I recently got this question. Innovation to me is not (at least only) about creating advanced, cutting-edge technology. It is all about creating a simple, approachable and accessible end-user experience. This may require complex, cutting-edge technology, but the fundamental driver should and must always be achieve the optimal and simplest end-user experience. With this in mind, I believe the most innovative thing I have created is InTheFieldOnline since it allows people previously excluded from the information society to participate in all aspects. Even though I have created many very technically advanced systems or solutions, I still believe this to be the most innovative of the reasons previously mentioned.
Let us first start with some context and background. I was a fellow in social entrepreneurship at Stanford back in 2005-2006 where my focus was on how to improve the news coverage in Iraq. Journalists faced and continue to face enormous dangers covering wars, conflicts, national disasters or any other similar events.
If you see a car bomb blast, your first thought is not to go to an Internet cafe and start blogging. Most likely, you will turn to the device you have on you – your cell phone – to let family and friends know you are safe. Almost everywhere in the world, cell phones are available, with the ability to send text, photos, even video. What if the same cellphone could also be used to share with the world what happened as it happens?
It is important to consider the general characteristics of the mobile arena was at the time even though many of those are still valid today. Cellphones were predominantly only used to call each other, and text messaging was in the very early stages of growth. Very few companies, if any, considered even having a mobile strategy and the device market was highly fragmented as far as operating systems making any application hard to impossible to maintain in an efficient manner. For instance, Steve Bratt, W3C CEO, said during his speech at the Mobile 2.0 event in San Francisco, November 6th, 2006: “The mobile web today is in the same state as the World Wide Web was in 1994 – too slow, still a walled garden, lack of interoperability, need of child protection and not always accessible.” A lot has changed yet surprisingly not all has.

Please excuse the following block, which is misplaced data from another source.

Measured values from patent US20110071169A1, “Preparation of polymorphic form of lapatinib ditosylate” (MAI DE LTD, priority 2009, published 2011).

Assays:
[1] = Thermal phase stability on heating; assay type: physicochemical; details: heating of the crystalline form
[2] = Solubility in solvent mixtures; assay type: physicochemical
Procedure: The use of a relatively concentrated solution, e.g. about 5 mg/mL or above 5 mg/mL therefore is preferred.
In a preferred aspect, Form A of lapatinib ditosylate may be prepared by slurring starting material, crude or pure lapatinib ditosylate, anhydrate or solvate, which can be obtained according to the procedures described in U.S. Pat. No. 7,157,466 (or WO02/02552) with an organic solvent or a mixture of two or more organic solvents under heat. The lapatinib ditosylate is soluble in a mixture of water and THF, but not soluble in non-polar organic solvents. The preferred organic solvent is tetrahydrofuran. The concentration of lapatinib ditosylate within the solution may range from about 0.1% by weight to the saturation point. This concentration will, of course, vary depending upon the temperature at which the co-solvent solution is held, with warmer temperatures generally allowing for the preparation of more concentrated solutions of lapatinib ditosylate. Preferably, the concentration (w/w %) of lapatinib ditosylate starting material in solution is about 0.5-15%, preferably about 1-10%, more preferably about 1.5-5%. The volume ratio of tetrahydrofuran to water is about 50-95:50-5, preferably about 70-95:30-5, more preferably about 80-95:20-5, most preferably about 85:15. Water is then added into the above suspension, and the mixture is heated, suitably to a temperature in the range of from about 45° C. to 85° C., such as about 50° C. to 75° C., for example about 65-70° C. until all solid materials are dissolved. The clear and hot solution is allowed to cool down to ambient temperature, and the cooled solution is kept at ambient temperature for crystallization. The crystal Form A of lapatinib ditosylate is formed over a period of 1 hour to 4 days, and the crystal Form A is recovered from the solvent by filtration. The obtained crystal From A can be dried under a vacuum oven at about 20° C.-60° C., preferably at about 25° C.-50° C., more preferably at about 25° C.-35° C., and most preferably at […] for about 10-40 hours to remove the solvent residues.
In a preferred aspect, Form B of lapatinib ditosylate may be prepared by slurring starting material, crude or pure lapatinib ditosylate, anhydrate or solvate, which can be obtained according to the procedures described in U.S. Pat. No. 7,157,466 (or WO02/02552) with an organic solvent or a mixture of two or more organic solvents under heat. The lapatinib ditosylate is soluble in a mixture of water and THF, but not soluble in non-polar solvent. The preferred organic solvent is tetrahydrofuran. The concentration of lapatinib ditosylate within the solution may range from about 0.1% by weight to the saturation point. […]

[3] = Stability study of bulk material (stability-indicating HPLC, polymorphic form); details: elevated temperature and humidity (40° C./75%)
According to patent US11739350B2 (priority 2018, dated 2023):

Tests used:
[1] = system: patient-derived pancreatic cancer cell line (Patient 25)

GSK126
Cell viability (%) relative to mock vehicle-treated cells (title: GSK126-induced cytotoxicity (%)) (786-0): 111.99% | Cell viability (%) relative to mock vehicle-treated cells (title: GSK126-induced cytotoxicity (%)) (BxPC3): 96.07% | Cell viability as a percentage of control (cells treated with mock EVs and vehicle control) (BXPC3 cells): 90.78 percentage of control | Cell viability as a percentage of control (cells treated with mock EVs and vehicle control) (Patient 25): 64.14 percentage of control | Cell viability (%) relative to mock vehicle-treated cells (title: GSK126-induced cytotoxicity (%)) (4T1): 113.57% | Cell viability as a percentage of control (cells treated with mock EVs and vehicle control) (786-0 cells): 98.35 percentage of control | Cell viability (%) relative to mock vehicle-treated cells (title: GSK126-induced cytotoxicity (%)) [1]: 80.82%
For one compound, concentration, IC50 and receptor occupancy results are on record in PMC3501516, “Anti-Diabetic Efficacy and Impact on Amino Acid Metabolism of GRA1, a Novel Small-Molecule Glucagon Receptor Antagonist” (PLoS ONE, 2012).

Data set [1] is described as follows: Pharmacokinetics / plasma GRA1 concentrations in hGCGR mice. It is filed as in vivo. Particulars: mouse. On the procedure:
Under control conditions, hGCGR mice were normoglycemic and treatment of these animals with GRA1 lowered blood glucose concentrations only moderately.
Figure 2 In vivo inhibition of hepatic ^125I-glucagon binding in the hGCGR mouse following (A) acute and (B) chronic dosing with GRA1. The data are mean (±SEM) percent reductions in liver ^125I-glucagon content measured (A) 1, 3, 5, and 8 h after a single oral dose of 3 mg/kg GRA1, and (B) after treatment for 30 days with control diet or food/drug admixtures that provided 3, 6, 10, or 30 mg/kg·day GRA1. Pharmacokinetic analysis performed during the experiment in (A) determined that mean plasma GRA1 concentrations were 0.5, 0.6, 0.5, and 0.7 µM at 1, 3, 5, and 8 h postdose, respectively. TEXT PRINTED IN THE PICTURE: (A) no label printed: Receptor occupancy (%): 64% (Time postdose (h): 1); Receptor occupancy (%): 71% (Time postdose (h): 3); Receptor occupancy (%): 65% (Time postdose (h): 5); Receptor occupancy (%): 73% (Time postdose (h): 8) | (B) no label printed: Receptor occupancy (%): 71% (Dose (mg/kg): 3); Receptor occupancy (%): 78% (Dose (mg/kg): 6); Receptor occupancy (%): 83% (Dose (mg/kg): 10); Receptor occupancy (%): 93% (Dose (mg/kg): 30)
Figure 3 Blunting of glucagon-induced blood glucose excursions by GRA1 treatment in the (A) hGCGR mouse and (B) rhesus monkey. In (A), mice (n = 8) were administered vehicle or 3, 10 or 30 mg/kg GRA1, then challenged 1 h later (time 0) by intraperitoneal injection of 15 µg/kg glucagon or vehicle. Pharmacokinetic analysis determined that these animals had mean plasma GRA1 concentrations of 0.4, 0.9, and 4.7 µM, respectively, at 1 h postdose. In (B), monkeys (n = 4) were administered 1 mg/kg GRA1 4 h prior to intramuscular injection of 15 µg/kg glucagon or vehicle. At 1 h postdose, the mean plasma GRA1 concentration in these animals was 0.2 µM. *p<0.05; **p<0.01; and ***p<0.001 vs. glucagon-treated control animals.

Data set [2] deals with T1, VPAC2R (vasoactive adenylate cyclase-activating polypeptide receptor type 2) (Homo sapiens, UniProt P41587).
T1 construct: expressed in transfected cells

I started to think through options for how to do it and look around for various different solutions which would allow a user to post via their phone online. I did find a number of solutions for SMS gateways which had the ability to process an SMS and then send a web request to a server. I started to think that if we combined these SMS gateways with a server-side solution which could interact with content management systems, I would then be able to allow people to contribute via text messages (i.e. SMS, MMS etc) from anywhere, anytime by any phone. This was the core of what became InTheFieldOnline which later evolved into a complete cellphone-powered content management system, allowing any organization to setup a complete regional cellphone-powered information system with no technical skills.
The first version of InTheFieldOnline allowed me to create a community-based text-message powered blog covering the conflict in Lebanon in July 2006 which was the first of its kind. Within a week, the blog received first-hand accounts from individuals on the streets of Haifa and Beirut. It was widely recognized by major global media including PBS, CNN and BBC. It was also featured on Discovery International’s Rewind 2006 as one of 25 highlights of the Year 2006.
Let us expand a bit on the current state to illustrate these situations remains a challenge even today in many locations. Collecting, sharing and distributing content to and from remote and/or rural areas is incredibly vital in multiple aspects. For instance, reaching communities efficiently in order for them to contribute or share important civic information is a challenge as the available or the very least reliable data connectivity is still often scarce in a large portion of the world. As the data connectivity becomes more limited, the need for information often grows rapidly.
One of my visits to Guatemala taught me a great deal about the challenges faced in a developing country (or even remote areas in the developed world for that matter). Poverty is rampant and contributes to disease and shortened lifespans. For instance, acute respiratory infections are a major source for the deaths of children under one year. Most of deaths as a result of diseases are preventable by just making essential information available in remote areas.
The information people need most here is not the common national news broadcast at the end of the day, but necessary information like traffic alerts, weather and road conditions (landslides, traffic jams, volcano eruptions, accidents), health alerts for disease outbreaks, crime reports, and other information they can access in the palm of their hands and in a daily minute-by-minute way.
This information is then most effectively collected in and shared to a centrally managed information hub, yet at the same time also needs to be accessible even from remote areas where data connectivity is scarce if at all available.